medwireNews: People with psoriatic arthritis (PsA) have an increased risk for venous thromboembolism (VTE) relative to the general population, and this association is likely to be related to underlying comorbidities, research suggests.
This study “is of particular significance given the recent concern raised over increased incidence of VTE events” in rheumatoid arthritis (RA), psoriasis, and PsA patients with pre-existing cardiovascular (CV) risk factors treated with the Janus kinase (JAK) inhibitor tofacitinib, say the authors. They also point to findings from the ORAL Surveillance study, which indicated significantly higher rates of VTE among RA patients treated with tofacitinib 10 mg twice daily versus a tumor necrosis factor inhibitor.
For the current investigation, Tal Gazitt (Carmel Medical Center, Haifa, Israel) and colleagues evaluated data from 5275 patients from an Israeli database who were diagnosed with PsA between 2003 and 2018, and 21,011 controls without PsA who were matched for age, sex, ethnicity, and index date. Both groups were followed up until 2019.
As reported in Arthritis Research & Therapy, 1.2% of the PsA group and 0.8% of the controls were diagnosed with VTE during follow-up, translating into a significantly increased risk for VTE among people with PsA in an unadjusted analysis (hazard ratio [HR]=1.40).
However, this association was no longer statistically significant after adjusting for factors including various comorbidities, demographics, and smoking. In this multivariate analysis, prior VTE was the strongest predictor of VTE risk (adjusted HR=13.00), while older age, obesity, cancer, ischemic heart disease, and vascular disease were also independently associated with VTE risk, with adjusted HRs ranging from 1.08 to 1.67.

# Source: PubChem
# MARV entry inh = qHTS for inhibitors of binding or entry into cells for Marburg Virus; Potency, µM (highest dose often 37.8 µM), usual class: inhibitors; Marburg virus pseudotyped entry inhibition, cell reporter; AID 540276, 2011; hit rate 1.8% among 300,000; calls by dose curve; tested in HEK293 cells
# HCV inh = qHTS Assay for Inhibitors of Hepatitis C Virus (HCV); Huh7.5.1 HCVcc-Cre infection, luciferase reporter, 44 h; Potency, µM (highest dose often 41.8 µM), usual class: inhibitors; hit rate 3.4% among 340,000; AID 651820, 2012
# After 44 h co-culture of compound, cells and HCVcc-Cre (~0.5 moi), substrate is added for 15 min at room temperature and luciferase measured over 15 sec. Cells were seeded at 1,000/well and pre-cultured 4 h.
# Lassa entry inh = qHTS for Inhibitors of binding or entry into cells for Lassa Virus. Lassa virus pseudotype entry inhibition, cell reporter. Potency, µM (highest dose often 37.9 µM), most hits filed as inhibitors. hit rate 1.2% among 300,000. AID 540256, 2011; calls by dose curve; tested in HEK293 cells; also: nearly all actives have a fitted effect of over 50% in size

These findings suggest “that underlying comorbidities may play a significant role in increasing the risk of VTE among PsA patients,” write Gazitt and team.
They then carried out a multivariate analysis restricted to the PsA group, finding that the only significant predictors of VTE risk were prior VTE (HR=31.63) and older age (HR=1.08). Use of conventional or biologic DMARDs was not significantly associated with VTE risk.
The authors caution that because their study was conducted prior to widespread use of JAK inhibitors for PsA, “these medications were excluded from our analysis,” which they point out is “of significance” given the association between JAK inhibitor use and VTE risk in patients with inflammatory arthritis and CV risk factors.
Taken together, the study results indicate that “screening for the presence of comorbidities, especially cardiovascular risk factors and previous history of VTE, are important in the treatment management and may influence medication choices,” conclude the researchers.
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